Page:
PETERSBURG, Mich. - Local officials hope a vacant factory site can be converted to a housing development.
Demolition of the former Purolator Inc. building on Walnut Street began last week.
Petersburg bought the 1.8-acre site and began overseeing its cleanup through the U.S. Environmental Protection Agency's brownfield redevelopment program for former industrial sites, one of which could help Petersburg recoup its cleanup costs.
The type of development which can be done there depends largely on the level of contamination found in the soil beneath the factory.
The site is surrounded by homes and is near an elementary and middle school.
Ray Spalding, Michigan Department of Environmental Quality project engineer, said the contaminant level is unknown.
Purolator used the buildings until the late 1970s to make air and oil filters and vehicle parts. The property was later used by Van Deilen Industries Inc. to refurbish sheet steel equipment.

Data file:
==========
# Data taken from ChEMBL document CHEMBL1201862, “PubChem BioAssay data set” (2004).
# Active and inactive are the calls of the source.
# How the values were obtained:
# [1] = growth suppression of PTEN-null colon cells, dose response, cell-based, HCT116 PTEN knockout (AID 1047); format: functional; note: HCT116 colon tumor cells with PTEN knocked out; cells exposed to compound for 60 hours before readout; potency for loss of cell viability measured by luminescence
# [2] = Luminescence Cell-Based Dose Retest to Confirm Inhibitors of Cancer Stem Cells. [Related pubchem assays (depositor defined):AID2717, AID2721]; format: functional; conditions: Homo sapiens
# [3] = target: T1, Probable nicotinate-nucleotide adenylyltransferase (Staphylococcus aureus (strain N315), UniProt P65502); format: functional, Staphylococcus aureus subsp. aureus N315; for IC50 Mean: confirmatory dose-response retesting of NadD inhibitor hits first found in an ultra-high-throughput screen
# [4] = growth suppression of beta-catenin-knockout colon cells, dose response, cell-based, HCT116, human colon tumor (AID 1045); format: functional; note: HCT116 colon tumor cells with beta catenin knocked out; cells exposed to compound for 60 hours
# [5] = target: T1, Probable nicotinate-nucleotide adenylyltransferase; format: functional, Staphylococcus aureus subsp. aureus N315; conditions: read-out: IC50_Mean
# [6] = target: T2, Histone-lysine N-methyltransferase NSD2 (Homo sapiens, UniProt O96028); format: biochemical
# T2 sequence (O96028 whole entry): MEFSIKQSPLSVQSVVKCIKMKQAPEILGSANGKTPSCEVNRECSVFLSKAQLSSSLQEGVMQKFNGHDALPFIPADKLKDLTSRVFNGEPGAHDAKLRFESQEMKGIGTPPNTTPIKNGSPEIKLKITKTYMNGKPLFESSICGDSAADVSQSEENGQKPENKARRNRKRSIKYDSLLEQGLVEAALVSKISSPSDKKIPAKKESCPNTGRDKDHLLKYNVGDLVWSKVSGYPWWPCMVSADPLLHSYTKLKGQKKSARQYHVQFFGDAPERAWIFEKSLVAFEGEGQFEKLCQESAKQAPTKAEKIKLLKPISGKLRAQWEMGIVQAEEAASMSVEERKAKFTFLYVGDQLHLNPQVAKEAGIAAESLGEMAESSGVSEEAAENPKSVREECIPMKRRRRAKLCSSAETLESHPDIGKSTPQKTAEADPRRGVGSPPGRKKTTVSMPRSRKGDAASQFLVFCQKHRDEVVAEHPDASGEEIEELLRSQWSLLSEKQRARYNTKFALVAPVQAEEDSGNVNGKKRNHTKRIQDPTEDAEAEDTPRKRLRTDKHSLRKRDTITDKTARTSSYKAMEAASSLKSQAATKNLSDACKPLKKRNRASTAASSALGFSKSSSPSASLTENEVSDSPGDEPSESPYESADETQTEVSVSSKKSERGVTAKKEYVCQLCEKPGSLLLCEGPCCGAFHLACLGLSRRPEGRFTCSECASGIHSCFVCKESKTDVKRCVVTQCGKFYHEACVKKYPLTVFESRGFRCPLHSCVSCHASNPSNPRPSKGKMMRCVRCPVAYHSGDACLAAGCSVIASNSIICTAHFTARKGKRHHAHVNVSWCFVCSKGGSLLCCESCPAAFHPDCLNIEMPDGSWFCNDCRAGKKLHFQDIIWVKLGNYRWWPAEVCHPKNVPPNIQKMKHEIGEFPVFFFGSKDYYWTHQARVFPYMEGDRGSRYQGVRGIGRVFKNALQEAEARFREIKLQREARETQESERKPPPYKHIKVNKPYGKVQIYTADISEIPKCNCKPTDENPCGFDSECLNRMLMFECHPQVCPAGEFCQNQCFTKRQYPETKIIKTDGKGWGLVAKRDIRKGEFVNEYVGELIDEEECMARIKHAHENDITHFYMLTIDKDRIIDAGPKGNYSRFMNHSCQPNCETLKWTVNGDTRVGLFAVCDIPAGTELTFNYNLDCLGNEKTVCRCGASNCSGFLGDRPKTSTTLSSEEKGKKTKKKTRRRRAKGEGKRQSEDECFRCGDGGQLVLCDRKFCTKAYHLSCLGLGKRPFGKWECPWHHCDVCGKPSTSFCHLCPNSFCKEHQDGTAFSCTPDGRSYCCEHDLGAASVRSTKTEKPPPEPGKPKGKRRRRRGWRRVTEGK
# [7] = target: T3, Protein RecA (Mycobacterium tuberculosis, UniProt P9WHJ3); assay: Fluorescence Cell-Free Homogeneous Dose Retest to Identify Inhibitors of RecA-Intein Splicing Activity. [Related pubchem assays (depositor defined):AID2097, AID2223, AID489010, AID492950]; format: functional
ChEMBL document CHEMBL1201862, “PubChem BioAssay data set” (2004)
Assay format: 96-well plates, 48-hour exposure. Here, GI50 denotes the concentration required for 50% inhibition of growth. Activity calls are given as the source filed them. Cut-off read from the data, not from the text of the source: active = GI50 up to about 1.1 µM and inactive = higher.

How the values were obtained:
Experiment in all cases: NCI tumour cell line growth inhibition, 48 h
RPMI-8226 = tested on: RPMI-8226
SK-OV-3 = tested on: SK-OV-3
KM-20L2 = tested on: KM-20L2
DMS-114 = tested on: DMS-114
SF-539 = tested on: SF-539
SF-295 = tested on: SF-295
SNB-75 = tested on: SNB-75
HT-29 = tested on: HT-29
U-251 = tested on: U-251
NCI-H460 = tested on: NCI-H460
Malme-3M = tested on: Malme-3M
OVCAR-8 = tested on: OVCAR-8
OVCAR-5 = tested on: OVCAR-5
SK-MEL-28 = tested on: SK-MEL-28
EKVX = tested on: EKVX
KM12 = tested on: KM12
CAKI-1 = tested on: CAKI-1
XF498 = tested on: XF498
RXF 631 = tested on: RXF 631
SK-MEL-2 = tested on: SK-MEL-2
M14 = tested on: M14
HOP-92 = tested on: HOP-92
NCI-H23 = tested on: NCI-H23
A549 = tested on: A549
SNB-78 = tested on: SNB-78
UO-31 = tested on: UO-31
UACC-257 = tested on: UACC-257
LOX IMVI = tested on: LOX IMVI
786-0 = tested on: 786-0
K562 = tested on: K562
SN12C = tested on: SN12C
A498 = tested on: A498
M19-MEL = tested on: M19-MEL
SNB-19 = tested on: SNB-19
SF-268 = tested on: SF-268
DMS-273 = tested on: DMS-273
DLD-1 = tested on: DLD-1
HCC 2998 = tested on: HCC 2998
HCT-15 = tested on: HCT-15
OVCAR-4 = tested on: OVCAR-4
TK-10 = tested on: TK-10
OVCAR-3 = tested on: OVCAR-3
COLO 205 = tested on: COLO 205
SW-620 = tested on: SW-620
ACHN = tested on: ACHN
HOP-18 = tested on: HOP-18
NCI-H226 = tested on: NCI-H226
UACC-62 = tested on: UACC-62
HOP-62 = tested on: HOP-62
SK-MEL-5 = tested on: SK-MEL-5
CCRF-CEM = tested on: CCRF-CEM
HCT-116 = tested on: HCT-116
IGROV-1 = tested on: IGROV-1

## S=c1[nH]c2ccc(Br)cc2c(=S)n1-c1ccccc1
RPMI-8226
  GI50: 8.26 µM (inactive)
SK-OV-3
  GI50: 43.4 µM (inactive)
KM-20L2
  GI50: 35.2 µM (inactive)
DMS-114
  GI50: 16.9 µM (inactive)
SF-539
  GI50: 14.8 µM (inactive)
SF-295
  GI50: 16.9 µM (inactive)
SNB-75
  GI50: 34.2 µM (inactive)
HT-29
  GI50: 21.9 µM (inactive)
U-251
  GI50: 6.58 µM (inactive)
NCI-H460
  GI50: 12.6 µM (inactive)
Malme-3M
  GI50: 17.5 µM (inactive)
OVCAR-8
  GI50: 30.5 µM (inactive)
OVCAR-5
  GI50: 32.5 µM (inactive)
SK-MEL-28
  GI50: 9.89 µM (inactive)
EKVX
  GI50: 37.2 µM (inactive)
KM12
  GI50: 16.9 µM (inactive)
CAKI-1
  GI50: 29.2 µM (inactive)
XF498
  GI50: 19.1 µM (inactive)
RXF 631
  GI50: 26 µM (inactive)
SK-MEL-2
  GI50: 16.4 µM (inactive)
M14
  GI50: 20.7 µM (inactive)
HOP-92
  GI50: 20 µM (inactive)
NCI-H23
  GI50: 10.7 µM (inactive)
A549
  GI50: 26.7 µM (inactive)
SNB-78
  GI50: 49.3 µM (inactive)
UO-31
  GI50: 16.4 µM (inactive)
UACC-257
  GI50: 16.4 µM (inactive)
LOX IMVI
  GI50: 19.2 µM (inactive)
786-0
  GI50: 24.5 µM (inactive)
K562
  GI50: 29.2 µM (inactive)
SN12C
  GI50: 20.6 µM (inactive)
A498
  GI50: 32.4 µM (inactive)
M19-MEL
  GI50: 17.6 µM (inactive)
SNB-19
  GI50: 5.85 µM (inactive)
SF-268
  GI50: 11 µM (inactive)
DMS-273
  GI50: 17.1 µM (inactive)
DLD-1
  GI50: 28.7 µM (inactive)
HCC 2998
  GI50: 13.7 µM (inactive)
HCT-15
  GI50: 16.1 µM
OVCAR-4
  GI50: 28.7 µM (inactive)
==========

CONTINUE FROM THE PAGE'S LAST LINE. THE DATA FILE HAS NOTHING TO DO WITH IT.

Mayor Jim Holeman said Petersburg "will be looking for ideas as to what to put in there and [hopefully] get some developers who want to invest some money in Petersburg."
So far, Petersburg has invested about $100,000 in the purchase of the property and has contracted with Homrich Inc. to raze the structure for $202,000.
Mr. Holeman said Petersburg is negotiating with United Parcel Service, which had an ownership in the building at one time, to pay some of the costs related to the cleanup.
"To date, UPS has been very cooperative," he said.
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